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Credit Union Fair Lending: The Most Common Mistakes & Violations

Lending Compliance

Credit Union Fair Lending: The Most Common Mistakes & Violations

Posted by Stephanie Lyon on Jul 20, 2022 3:01:39 PM
Stephanie Lyon
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We have known for a while now that fair lending is a regulatory hot topic and that banks, mortgage companies, and fintech companies should be on guard. Credit unions should also be on alert, according to the National Credit Union Administration (NCUA).

Read on to find out exactly what the NCUA says it’s watching for.

Fair lending is a credit union challenge too 

Some credit unions assume that fair lending enforcement is not a concern of credit unions, but the NCUA is seeing some troubling trends, as NCUA Chairman Todd Harper has made clear. The NCUA identified consumer compliance violations at nearly 15 percent of federal credit unions examined in 2021. Fair lending exams at 29 credit unions revealed 64,000 members were impacted by these violations, which resulted in $185,000 in restitution and remediation. The NCUA identified “compliance management system weaknesses” in most instances. 

According to the Consumer Financial Protection Bureau’s annual fair lending report, in 2021 the NCUA cited violations of Reg B for both discrimination and adverse action and referred two Equal Credit Opportunity Act (ECOA) matters to the Department of Justice.

This data shows that Harper was serious when he observed in a 2021 industry speech that “some credit unions may not be paying attention to consumer financial protection as closely as warranted.” He also signaled that “the NCUA must create a dedicated program to supervise for compliance with consumer financial protection and fair lending laws.” 

Harper’s remarks align with what we heard at a credit union industry event in late 2020.  

Where are credit unions making fair lending mistakes? 

Where are credit unions making mistakes? The most common issues include: 

  • Missing filing deadlines of the loan application register (LARs) as required by the Home Mortgage Disclosure Act.
  • Not properly aggregating or capturing data across credit union loan origination systems.
  • Not providing specific enough adverse action notices related to Regulation B.
  • Misinterpreting Servicemembers Civil Relief Act rules on rate reductions and Military Lending Act definitions of a “covered borrower.”
  • Fair Credit Reporting Act complaints.
  • Ensuring debt collection and credit scoring is included in fair lending efforts. 
Don’t Forget Vendor Management 

The industry event also highlighted the importance of third-party vendor management when it comes to fair lending and other compliance issues. When a vendor engages in an activity on behalf of a credit union, that credit union will be held responsible for the vendor’s actions on behalf of the credit union. From a regulatory responsibility perspective, there is no difference between actions taken by a credit union and those of its vendors. Blaming the vendor is not an acceptable defense.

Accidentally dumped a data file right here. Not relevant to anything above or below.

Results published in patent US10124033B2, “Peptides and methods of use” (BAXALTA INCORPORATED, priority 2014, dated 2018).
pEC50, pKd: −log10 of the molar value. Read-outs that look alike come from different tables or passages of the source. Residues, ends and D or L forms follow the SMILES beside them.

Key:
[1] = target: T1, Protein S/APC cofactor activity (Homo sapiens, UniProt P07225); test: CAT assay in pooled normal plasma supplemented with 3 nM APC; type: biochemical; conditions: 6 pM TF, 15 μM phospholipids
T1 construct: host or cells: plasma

Mortgages & Credit Unions 

When it comes to mortgages, avoiding misrepresentations is of the utmost importance. The industry event session made special mention of avoiding misrepresentations of: 

  • Credit terms and annual percentage rate
  • Advertised rates and payments as fixed
  • Cash or credit available
  • Fees and costs
  • Number of payments over the loan’s life 

On the mortgage servicing side, he emphasized disclosures for loss mitigation, bankruptcy, and delinquent borrowers as well as private mortgage insurance and escrow. 

How to guard against fair lending disparities

Fair lending disparities are surprisingly common. It can even happen when a credit union is trying to be altruistic. 

Consider fee waivers. Many members are experiencing financial distress right now, leading your credit union to waive some fees. It is a helpful thing to do, but it can also create an impact and potential issues if fee waivers aren’t offered consistently. Without clear policies, staff will rely on their own judgments, which can lead to disparate treatment if similarly situated consumers are not offered the same accommodation. The same can be said if an employee disregards a policy in order to help a member. 

The only way to know for sure that your credit union is complying with fair lending is to take a hard look at data, and we are not just talking loan data. Credit unions should all be analyzing their data to uncover fair lending disparities. Focus not only on loan data but look to complaints and fee waivers as well. 

Choosing not to analyze data increases fair lending risk, leaving open the possibility that examiners will find a problem you did not.

Do you know if your institution is complying with fair lending laws? Want to learn more about how Fair Lending Analytics can help?

Find out when you read our article Is Your FI Complying with Fair Lending Laws? – Leverage Analytics 

Fair Lending for Credit Unions

Topics: Lending Compliance

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